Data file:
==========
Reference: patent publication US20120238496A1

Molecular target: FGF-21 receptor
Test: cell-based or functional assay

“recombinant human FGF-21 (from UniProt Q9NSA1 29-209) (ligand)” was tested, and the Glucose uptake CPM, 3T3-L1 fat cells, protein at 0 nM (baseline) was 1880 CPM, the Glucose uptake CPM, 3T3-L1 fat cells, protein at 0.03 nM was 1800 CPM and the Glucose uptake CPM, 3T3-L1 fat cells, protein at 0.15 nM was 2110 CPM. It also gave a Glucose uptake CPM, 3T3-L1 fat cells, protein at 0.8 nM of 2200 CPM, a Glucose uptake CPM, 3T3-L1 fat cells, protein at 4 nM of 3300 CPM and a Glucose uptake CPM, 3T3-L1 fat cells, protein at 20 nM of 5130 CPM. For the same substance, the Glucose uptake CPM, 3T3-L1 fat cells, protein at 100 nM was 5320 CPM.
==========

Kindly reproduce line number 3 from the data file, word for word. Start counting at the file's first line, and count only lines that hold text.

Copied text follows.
Test: cell-based or functional assay